People have been using pictures for storytelling since cave dwellers painted on their stone walls. The work that is generally credited as the first comic book was Histoire de M. Vieux Bois, published in 1837 by the Swiss schoolteacher named Rodolphe Töpffer. He had been amusing his students by drawing caricatures, and in this book and several that followed he reproduced them as captioned panels, as many as six to a page. An English translation appeared in the United States in 1842, under the title The Adventures of Obadiah Oldbuck.
The 1890s saw the launch of the first successful newspaper comic strip, Hogan's Alley, created by Richard F. Outcault. Capitalizing on the popularity of this strip and its main character, the Yellow Kid, the G. W. Dillingham Company collected a series of the strips and published them in hardcover as The Yellow Kid in McFadden's Flats (1897). Its back cover referred to the publication as a "comic book," a relatively new term that stuck even when the medium began to be used for purposes other than humor and satire.
Comic books began to appear as periodicals in the 1920s, but they continued to reproduce newspaper strips such as Mutt and Jeff and Joe Palooka rather than offer original material until well into the 1930s.
The Great Depression was the period when soft-covered comic books began to appear on newsstands, rather than as hardbound books or promotional prizes. The comic books produced by Malcolm Wheeler-Nicholson included not only humorous stories but also Westerns and other dramatic plots. He ushered in the Golden Age of comic books with Action Comics, featuring in its first issue (1938) the new character Superman, created by writer Jerry Siegel and artist Joe Shuster. The Man of Steel became the prototype for the countless superheroes who followed and who still are ubiquitous in popular culture. The May 1939 issue of Wheeler-Nicholson's Detective Comics featured another new character, Batman, the work of writer Bill Finger and artist Bob Kane.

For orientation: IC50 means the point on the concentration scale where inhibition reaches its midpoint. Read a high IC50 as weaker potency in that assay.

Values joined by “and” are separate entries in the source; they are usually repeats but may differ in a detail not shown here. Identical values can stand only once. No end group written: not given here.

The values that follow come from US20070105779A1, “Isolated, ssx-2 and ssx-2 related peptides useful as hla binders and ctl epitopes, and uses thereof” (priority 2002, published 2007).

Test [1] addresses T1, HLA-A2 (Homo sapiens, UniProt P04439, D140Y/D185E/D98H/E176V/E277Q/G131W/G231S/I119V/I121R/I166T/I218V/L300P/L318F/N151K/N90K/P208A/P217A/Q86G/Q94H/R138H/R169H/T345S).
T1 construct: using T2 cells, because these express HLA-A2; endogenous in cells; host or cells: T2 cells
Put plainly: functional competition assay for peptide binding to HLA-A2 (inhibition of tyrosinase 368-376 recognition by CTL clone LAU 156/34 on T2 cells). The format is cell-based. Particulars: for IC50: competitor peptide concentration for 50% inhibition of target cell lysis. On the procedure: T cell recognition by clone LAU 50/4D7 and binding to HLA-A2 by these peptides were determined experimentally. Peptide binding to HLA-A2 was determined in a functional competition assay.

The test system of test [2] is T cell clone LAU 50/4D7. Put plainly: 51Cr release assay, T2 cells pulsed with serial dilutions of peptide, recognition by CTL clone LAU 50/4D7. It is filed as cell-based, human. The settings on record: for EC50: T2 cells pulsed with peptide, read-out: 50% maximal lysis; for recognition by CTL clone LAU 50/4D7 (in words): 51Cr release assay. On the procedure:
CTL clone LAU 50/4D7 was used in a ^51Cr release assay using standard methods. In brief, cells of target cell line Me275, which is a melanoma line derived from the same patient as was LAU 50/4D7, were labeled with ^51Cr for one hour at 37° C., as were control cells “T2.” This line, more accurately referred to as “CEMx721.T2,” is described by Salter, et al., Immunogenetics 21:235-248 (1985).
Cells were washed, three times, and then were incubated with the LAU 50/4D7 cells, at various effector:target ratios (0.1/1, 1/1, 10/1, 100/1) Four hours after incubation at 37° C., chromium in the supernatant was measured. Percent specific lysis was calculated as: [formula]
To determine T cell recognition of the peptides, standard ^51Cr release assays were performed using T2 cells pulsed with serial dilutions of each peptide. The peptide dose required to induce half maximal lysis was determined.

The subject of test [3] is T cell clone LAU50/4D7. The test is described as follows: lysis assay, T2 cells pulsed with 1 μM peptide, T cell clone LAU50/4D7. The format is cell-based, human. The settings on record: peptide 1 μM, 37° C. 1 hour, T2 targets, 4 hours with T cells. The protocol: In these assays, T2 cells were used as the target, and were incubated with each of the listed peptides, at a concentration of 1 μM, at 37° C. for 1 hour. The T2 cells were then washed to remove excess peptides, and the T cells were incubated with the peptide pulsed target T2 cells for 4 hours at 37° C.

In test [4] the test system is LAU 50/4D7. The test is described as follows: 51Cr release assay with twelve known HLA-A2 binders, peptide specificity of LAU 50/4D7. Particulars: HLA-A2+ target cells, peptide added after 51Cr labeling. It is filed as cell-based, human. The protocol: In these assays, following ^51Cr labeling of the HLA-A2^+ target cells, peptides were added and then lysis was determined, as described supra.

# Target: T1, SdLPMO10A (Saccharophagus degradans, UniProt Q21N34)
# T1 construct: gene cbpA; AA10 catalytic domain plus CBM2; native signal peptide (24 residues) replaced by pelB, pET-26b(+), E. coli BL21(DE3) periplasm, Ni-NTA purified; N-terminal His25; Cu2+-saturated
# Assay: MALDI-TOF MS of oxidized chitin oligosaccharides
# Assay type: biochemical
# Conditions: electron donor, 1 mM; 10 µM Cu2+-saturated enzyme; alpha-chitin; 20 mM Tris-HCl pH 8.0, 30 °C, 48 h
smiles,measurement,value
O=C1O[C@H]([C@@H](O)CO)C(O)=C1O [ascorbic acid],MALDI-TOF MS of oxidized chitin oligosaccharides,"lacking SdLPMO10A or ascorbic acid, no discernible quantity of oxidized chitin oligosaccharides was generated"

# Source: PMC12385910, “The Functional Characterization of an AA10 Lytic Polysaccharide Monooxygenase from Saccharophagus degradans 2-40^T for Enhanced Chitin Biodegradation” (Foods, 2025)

During the Second World War, some superheroes served the war effort, battling Nazis or stereotyped Japanese villains. But in the postwar period, readers shifted interest from superheroes to other subjects. Horror was a popular theme exploited by series such as Tales From the Crypt, and many detective stories borrowed an atmosphere of cynicism and sexuality from the popular film noir movies of the period.
The industry was badly shaken by the denunciations of the psychologist Frederic Wertham, which culminated in his publication of The Seduction of the Innocent (1954) and sparked an investigation by a Senate subcommittee. Wertham claimed that comic books contributed to juvenile delinquency through their portrayal of crime, their display of gruesome imagery, and their sexual themes and subtexts. In response, several series shut down or changed their format, and the industry formed a trade association with a code that set standards for what could be printed. The industry later modified the code but did not abandon it for almost 50 years, although Wertham's claims were later found to be baseless.
Interest in superheroes began to revive when DC, the publishing group that surrounded Detective Comics, reinvented a 1940s character called The Flash in 1956. Marvel, the group that currently shares domination of the industry, later gained momentum following the premier of The Fantastic Four (1961), the work of writer Stan Lee and artist Jack Kirby. Marvel's characters, including Spider-Man and the Hulk, were more complex and troubled than the comparatively bland DC superheroes.